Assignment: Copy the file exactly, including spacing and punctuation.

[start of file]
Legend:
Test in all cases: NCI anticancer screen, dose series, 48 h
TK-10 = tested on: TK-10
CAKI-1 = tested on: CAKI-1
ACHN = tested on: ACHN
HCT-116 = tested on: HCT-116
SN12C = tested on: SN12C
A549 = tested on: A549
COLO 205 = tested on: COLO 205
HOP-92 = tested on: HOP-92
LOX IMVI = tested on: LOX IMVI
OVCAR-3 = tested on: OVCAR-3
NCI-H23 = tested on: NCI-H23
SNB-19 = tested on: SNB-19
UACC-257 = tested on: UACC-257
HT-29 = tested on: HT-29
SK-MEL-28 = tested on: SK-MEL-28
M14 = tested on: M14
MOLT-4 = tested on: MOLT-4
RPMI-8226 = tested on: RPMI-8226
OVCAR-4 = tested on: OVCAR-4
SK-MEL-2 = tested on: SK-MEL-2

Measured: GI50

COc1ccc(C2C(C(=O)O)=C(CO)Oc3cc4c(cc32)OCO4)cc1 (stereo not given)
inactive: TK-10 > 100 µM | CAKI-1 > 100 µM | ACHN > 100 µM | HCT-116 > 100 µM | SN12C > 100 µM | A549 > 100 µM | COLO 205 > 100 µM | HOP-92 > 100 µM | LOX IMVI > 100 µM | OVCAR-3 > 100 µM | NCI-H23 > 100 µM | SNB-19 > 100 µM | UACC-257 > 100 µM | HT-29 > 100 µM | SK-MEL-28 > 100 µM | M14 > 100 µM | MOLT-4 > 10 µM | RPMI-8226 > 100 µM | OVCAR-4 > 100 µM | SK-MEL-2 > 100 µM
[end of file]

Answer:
Legend:
Test in all cases: NCI anticancer screen, dose series, 48 h
TK-10 = tested on: TK-10
CAKI-1 = tested on: CAKI-1
ACHN = tested on: ACHN
HCT-116 = tested on: HCT-116
SN12C = tested on: SN12C
A549 = tested on: A549
COLO 205 = tested on: COLO 205
HOP-92 = tested on: HOP-92
LOX IMVI = tested on: LOX IMVI
OVCAR-3 = tested on: OVCAR-3
NCI-H23 = tested on: NCI-H23
SNB-19 = tested on: SNB-19
UACC-257 = tested on: UACC-257
HT-29 = tested on: HT-29
SK-MEL-28 = tested on: SK-MEL-28
M14 = tested on: M14
MOLT-4 = tested on: MOLT-4
RPMI-8226 = tested on: RPMI-8226
OVCAR-4 = tested on: OVCAR-4
SK-MEL-2 = tested on: SK-MEL-2

Measured: GI50

COc1ccc(C2C(C(=O)O)=C(CO)Oc3cc4c(cc32)OCO4)cc1 (stereo not given)
inactive: TK-10 > 100 µM | CAKI-1 > 100 µM | ACHN > 100 µM | HCT-116 > 100 µM | SN12C > 100 µM | A549 > 100 µM | COLO 205 > 100 µM | HOP-92 > 100 µM | LOX IMVI > 100 µM | OVCAR-3 > 100 µM | NCI-H23 > 100 µM | SNB-19 > 100 µM | UACC-257 > 100 µM | HT-29 > 100 µM | SK-MEL-28 > 100 µM | M14 > 100 µM | MOLT-4 > 10 µM | RPMI-8226 > 100 µM | OVCAR-4 > 100 µM | SK-MEL-2 > 100 µM